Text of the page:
further evaluation. Oct. 8, 12:26 a.m. Minor in Possession/James and Academy An officer came in contact with three students who were minors in possession of alcohol. The students were issued citations. Oct. 8, 12:49 a.m. Alcohol: Minor in Possession/ Lindsey Street An officer came in contact with two students who were minors in possession of alcohol. The students were issued citations.

Crime stoppers: UPD: 245-7867, SMPD: 353-TIPS

Library Beat

Library grants available to faculty Faculty members who need materials outside the Alkek Library collection to support their research are invited to submit a proposal for a Library Research Grant. Each year Alkek provides funds to acquire non-curricular materials for this purpose. Most professionally written proposals have been funded in recent years. •$20,000 in funding is available. Proposals more than $3,000 are unlikely to receive full funding. •Materials requested may include books, back issues of journals, electronic resources, AV materials and computer software.

It turns out The University Star owes Stephen F. Austin Interim President Baker Patillo and football coach Robert McFarland an apology. In Wednesday’s “Main Point,” The Star accused SFA players and coaches of mocking the Texas State hand sign. Apparently, the SFA hand sign is very similar to Texas State’s. We apologize.

•Requests should not include current subscriptions, journal articles or multiple copies of materials. •Applicants are asked to provide a brief description of the project, a list of needed materials and the estimated cost. •To submit a proposal, use the form at grant/index.htm. •View an example of a past application that received funding at grant/app-example.pdf. Proposal deadline is 5 p.m. Nov. 3. Applications received after the deadline will not be considered. For more information, call (512) 245-2133. — Courtesy of Alkek Library


Thursday, October 12, 2006

The University Star - Page 3

Cyber Security Awareness Day aims to thwart computer crime By Eloise Martin The University Star The Information Technology Division will host the second-annual Cyber Security Awareness Day from 10 a.m. to 2 p.m. Tuesday in the LBJ Student Center Ballroom as part of National Cyber Security Awareness Month. The event is open to all students and will feature guest speakers from, the FBI and Austin Police Department High Tech Crime Unit. There will be a videoconference with a representative from the Department of Homeland Security. Shawn Pearcy, computer science and sociology sophomore, said the main goal of the event is to educate the public about the importance of prevention.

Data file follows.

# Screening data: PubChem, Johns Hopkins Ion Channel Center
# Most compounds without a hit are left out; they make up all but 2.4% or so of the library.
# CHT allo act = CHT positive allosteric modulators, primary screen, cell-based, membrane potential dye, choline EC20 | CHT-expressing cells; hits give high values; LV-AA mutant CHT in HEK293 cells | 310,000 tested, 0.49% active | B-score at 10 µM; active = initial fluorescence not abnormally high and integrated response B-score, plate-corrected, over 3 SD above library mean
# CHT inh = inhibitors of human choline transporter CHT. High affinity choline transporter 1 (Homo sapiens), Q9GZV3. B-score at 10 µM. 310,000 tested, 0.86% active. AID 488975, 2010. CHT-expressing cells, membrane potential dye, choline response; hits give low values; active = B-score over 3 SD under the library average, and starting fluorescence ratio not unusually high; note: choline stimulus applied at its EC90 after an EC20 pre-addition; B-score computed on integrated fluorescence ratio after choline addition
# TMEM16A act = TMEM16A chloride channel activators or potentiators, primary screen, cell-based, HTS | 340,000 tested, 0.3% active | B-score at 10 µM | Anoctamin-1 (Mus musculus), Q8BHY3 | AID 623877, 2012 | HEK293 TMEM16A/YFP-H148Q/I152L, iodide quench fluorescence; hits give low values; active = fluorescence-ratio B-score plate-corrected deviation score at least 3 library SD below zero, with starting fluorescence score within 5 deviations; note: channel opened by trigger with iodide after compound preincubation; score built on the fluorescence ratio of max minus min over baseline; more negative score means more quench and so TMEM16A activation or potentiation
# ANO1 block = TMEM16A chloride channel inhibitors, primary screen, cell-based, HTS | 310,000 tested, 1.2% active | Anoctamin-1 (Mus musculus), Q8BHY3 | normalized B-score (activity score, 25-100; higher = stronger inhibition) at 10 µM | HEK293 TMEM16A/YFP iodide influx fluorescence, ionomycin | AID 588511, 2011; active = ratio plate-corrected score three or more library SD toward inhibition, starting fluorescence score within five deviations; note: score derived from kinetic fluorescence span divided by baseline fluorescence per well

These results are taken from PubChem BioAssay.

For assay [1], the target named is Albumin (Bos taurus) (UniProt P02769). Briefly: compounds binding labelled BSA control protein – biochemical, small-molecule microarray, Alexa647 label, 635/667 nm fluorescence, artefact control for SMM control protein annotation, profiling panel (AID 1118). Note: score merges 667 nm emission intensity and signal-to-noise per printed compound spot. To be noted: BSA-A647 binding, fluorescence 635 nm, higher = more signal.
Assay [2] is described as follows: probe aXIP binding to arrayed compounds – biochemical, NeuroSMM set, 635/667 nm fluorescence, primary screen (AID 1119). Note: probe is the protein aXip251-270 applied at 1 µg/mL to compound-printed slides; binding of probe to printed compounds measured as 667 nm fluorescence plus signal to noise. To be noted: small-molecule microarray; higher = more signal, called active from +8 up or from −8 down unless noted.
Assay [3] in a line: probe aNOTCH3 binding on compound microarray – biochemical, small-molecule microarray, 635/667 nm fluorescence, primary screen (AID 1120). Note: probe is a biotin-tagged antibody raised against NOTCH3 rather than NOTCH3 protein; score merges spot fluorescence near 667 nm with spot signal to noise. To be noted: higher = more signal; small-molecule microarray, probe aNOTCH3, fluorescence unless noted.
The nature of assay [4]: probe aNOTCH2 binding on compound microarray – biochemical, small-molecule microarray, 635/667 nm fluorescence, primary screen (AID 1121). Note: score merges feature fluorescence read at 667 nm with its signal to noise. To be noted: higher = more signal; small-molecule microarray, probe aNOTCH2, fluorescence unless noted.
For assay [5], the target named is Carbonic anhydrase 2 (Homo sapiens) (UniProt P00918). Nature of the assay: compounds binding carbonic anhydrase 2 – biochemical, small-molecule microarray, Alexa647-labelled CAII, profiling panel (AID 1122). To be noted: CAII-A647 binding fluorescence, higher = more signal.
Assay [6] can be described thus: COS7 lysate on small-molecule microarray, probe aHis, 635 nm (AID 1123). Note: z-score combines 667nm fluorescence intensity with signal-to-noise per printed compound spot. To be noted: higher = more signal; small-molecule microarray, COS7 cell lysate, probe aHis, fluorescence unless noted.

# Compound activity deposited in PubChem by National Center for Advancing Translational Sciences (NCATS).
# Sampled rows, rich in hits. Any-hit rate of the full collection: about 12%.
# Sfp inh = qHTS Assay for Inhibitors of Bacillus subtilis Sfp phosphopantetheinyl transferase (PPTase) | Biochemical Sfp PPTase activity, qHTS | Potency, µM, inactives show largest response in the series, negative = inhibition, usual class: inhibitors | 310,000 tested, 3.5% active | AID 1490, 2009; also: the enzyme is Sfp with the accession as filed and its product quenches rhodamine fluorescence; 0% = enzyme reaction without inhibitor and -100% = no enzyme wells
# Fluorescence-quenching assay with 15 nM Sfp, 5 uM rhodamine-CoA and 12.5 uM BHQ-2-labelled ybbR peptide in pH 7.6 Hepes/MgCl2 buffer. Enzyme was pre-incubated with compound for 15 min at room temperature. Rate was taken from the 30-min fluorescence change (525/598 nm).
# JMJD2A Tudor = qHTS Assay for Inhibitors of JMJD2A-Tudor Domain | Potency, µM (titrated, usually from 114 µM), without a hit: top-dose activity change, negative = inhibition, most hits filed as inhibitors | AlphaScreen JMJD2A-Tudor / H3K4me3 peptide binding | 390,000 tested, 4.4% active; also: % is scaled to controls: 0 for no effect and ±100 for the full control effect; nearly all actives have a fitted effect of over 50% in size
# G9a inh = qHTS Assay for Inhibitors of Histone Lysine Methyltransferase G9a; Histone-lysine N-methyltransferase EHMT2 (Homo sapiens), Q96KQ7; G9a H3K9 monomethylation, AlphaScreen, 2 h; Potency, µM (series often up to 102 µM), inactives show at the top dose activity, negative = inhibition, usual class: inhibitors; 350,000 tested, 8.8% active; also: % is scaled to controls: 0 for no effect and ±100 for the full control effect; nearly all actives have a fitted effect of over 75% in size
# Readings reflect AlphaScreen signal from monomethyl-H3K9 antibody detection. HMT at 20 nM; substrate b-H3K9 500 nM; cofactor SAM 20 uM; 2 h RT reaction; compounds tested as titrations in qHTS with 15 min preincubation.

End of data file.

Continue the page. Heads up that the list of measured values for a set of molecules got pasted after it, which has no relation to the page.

“We want people to realize that computer crimes happen and there are steps that can be taken to avoid them,” Pearcy said. “You can never stop them completely, but most people who are victims are not up-to-date.” The speakers will each present their experiences, focusing on real-world cases of computer crime and measures victims could have taken to prevent them. The event will end with a panel discussion where audience members can ask specific questions and receive answers from all four speakers and Texas State Information Technology employees. Pearcy said this year’s event will focus more on the speakers providing information and less on vendors presenting their products. “Last year, it seems like the vendors

did not target individuals, but companies,” Pearcy said. “This year, with the speakers, we are hoping it might be a little more crime-oriented. Everyone wants to avoid being involved in a crime.” Door prizes and coffee will be available for participants. Pearcy said students are encouraged to bring their laptops with them for one-on-one assistance with specific problems. The University Police Department and Help Desk will also attend the event to offer information. Ben Rogers, user services consultant for information technology, is a supervisor at the university Help Desk. The hotline is available for students, staff and faculty who need assistance with their computers. Rogers said students will not only